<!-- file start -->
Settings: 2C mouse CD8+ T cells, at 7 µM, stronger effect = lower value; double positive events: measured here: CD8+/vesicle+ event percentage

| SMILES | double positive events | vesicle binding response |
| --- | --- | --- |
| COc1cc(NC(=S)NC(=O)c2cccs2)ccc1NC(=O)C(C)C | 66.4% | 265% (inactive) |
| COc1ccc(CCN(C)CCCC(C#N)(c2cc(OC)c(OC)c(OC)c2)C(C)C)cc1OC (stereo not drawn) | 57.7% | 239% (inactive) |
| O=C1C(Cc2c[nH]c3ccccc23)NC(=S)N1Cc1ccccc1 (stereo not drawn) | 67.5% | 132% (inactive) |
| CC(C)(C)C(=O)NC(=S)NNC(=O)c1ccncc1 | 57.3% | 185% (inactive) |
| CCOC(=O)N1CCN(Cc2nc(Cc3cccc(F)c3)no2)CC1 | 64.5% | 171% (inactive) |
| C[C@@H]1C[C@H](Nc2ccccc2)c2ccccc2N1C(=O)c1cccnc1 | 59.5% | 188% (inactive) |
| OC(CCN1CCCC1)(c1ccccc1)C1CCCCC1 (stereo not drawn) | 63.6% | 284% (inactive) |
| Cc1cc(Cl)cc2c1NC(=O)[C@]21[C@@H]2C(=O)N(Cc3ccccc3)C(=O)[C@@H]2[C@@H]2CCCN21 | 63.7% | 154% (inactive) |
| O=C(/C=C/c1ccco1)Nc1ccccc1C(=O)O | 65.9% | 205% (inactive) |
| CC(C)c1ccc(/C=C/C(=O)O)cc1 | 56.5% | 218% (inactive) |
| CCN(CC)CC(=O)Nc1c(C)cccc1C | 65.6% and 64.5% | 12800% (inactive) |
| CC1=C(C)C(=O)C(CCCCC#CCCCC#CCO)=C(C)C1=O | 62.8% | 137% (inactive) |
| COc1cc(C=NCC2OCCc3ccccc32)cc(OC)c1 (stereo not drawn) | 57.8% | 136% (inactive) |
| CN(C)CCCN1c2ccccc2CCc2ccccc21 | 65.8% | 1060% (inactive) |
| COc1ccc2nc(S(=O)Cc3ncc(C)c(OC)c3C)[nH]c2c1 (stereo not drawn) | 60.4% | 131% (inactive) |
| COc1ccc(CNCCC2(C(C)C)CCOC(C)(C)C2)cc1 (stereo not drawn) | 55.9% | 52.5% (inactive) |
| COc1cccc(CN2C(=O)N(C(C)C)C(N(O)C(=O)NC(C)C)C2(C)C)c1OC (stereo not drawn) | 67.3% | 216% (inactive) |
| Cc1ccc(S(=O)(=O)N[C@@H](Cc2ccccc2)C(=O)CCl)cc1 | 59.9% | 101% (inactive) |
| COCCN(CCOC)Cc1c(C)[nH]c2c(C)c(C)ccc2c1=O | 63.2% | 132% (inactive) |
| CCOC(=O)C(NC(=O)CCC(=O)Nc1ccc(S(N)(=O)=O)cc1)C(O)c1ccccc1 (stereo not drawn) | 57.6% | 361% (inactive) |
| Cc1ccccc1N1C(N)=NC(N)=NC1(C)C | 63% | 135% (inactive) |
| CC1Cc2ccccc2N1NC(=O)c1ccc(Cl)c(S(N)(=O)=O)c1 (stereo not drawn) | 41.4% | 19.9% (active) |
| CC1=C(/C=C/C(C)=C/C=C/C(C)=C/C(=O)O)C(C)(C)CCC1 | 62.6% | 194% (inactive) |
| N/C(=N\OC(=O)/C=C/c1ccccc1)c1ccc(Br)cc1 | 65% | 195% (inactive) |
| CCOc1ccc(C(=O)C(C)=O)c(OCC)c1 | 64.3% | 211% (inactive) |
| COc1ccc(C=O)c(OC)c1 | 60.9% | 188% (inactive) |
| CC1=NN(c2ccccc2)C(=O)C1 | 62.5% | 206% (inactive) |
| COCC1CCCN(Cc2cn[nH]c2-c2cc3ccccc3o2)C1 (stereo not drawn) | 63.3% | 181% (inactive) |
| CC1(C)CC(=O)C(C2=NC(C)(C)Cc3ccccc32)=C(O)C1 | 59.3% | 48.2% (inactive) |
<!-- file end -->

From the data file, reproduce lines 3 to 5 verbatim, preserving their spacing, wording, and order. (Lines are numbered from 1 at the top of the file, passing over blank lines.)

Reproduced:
| --- | --- | --- |
| COc1cc(NC(=S)NC(=O)c2cccs2)ccc1NC(=O)C(C)C | 66.4% | 265% (inactive) |
| COc1ccc(CCN(C)CCCC(C#N)(c2cc(OC)c(OC)c(OC)c2)C(C)C)cc1OC (stereo not drawn) | 57.7% | 239% (inactive) |